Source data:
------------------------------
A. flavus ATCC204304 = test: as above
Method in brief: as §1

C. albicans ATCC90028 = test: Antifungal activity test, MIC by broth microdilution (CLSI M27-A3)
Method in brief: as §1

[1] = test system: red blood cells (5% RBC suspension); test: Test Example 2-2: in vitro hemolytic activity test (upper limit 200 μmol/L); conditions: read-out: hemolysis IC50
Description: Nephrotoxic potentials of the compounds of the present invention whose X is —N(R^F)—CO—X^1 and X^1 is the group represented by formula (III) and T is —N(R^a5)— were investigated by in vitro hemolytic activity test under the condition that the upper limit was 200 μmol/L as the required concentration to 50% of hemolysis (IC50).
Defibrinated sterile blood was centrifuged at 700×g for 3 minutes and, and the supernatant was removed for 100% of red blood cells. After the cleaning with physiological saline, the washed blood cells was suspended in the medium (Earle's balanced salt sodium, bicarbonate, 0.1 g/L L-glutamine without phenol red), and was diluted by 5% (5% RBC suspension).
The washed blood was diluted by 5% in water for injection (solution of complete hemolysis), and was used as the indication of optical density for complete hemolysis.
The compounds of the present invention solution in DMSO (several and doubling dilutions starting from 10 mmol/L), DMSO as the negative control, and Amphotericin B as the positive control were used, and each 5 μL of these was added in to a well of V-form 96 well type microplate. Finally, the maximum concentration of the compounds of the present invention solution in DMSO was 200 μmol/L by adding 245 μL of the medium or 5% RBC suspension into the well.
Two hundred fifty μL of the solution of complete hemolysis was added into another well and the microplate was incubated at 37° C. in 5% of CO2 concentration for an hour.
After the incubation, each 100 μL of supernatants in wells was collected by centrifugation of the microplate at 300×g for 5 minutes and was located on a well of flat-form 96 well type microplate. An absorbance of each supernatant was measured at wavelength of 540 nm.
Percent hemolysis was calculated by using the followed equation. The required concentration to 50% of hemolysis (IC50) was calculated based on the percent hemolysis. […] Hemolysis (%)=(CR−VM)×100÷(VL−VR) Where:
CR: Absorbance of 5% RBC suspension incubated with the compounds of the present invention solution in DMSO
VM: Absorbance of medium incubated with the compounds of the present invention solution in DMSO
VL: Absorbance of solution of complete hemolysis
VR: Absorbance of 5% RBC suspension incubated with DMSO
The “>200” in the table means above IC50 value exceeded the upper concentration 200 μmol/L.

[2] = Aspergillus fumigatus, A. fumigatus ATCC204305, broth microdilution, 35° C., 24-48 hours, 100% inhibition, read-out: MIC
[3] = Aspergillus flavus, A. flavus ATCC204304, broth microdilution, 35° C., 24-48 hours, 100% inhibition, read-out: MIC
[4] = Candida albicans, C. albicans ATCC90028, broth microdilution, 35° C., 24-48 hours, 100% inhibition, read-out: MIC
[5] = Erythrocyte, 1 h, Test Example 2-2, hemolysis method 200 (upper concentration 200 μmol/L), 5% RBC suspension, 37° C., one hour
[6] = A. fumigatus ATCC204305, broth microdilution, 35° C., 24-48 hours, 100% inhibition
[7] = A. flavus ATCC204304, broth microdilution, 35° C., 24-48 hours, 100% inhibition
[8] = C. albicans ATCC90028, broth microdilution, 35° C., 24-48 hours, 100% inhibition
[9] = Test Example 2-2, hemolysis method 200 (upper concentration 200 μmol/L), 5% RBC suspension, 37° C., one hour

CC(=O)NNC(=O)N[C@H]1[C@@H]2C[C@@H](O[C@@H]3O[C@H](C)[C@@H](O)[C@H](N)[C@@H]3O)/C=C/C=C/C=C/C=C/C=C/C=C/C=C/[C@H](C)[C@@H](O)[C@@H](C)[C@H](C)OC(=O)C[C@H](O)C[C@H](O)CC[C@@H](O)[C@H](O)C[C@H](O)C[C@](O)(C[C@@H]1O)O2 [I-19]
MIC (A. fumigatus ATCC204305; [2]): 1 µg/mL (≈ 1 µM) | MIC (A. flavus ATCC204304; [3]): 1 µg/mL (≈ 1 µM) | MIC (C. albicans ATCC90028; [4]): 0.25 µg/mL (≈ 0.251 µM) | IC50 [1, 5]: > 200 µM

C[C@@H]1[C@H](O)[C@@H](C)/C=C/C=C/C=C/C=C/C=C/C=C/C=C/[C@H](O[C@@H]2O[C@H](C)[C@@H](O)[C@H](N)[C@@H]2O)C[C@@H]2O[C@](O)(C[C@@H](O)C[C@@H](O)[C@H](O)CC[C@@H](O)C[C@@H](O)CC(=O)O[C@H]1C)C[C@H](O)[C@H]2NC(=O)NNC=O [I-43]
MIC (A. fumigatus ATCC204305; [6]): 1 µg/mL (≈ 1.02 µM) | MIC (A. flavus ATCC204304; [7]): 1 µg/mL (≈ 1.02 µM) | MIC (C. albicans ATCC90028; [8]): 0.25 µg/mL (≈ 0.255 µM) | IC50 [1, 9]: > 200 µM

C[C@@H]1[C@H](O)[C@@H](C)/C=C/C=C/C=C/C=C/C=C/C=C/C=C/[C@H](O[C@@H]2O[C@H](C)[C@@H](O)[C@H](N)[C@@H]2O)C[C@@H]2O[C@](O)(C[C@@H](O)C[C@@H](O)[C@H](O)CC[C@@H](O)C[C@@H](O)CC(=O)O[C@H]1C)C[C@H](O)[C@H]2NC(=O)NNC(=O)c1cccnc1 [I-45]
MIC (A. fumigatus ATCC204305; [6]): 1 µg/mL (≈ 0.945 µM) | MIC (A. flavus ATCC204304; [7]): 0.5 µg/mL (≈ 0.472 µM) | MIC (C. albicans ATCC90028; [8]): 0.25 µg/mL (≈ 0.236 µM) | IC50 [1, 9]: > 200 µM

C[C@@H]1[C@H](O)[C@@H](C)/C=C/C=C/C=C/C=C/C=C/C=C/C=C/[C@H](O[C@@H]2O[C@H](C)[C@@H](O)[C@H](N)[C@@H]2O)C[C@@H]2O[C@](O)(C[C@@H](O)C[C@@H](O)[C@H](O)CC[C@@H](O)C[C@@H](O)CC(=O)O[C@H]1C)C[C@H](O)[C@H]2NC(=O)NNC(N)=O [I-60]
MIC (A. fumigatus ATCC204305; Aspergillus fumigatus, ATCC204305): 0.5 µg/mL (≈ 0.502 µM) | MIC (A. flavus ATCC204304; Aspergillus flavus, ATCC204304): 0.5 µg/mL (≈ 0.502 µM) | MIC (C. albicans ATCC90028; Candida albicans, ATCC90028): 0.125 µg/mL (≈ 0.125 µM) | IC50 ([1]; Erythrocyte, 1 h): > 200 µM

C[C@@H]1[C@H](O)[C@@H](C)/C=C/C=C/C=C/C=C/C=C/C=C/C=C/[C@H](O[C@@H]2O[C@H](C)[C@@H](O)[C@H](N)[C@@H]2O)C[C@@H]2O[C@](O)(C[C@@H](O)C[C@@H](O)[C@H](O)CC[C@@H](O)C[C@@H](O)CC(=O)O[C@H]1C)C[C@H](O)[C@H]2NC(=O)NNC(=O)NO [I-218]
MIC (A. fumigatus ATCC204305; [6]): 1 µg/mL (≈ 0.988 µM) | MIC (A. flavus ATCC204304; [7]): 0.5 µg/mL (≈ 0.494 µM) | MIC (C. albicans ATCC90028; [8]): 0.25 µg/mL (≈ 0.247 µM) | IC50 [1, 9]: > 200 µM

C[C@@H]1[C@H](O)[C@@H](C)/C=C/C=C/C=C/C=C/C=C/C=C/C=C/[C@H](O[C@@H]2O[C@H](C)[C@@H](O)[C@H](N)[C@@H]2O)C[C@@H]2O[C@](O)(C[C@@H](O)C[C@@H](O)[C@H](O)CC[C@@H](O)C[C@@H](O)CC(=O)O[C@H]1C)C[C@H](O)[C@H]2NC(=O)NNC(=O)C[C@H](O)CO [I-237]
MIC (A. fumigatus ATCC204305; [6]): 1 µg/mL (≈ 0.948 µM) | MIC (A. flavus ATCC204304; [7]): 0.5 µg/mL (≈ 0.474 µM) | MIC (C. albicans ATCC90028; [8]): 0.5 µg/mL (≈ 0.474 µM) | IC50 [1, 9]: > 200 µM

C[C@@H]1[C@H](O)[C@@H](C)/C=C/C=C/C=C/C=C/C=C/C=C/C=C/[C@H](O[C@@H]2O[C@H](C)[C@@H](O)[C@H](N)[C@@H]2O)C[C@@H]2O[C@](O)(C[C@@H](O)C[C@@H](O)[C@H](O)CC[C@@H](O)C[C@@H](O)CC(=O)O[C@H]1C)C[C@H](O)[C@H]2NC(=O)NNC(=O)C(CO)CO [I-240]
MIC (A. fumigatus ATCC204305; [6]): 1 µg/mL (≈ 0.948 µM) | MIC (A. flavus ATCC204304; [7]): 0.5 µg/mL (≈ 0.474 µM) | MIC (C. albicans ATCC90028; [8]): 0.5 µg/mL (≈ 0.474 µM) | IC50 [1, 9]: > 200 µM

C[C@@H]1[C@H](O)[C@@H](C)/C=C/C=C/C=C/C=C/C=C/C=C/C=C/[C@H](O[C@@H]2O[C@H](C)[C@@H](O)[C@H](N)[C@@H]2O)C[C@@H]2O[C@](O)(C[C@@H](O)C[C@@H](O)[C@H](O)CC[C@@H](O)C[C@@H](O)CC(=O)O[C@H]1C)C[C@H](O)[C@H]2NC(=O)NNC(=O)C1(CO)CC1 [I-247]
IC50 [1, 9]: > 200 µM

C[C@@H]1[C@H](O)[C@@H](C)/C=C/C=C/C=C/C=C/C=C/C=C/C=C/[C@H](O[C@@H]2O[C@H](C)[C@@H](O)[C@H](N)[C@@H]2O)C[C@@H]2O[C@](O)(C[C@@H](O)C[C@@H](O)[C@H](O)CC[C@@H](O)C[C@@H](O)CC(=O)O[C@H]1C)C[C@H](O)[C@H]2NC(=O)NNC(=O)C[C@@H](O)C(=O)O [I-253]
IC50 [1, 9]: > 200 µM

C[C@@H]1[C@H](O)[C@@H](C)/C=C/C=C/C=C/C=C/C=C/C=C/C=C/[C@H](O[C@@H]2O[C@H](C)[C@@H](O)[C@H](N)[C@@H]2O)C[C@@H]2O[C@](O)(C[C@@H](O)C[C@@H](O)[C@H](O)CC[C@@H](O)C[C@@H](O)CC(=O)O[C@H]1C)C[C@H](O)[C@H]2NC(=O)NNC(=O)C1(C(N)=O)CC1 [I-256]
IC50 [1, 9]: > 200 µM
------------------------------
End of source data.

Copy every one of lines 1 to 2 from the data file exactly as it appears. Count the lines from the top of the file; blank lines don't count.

A. flavus ATCC204304 = test: as above
Method in brief: as §1